Ezra Green and Orson Ortman meet cute, if one considers finding each other in a juvenile detention program charming. Rafael Frumkin (The Comedown) uses this set-up to its utmost impact in the amusing and razor-sharp Confidence. The two teens recognize in each other a propensity for conning others out of money. As adults, they prey on wealthy women and even richer men: conservative senators, lobbyists, evangelists and their "cheated-on wives," all of whom they call "blood suits." Then they stumble on their ultimate con game: establishing NuLife, a company selling happiness from wearable magnets. Ezra takes care of the business and charismatic Orson deals with the spiritual side as the two establish a sexual relationship. Apparently, no one told their clients happiness can't be bought. NuLife's phenomenal success expands internationally with an upstate New York retreat called The Farm where devotees stay, making "a sort of trendy pilgrimage." Eventually, their empire cracks--a high-profile financial investigator accuses them of fraud, calling them "criminal" on national television; a graduate student claims they stole his idea; and victims they bilked years before go public. When violence erupts, it's surprising yet not unexpected.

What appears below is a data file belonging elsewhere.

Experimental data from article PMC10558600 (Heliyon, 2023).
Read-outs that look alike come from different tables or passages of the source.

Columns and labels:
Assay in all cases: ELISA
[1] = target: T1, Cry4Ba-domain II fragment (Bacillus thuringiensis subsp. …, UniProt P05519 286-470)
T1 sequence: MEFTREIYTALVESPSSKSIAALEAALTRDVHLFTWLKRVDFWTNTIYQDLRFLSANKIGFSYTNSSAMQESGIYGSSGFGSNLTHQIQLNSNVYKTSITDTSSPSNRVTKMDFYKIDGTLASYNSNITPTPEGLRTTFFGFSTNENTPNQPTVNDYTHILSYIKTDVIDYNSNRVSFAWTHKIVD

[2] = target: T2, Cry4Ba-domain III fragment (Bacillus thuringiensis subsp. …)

Frumkin presents a sharp con game and heist plot in Confidence, offering perceptive views of business and love--and the need to believe in something. Ezra clearly is more smitten, though Orson is an opportunist, willing to do anything--and sacrifice any relationship--for his ambition. No matter how outlandish their exploits, Frumkin keeps readers firmly on their side. --Oline H. Cogdill, freelance reviewer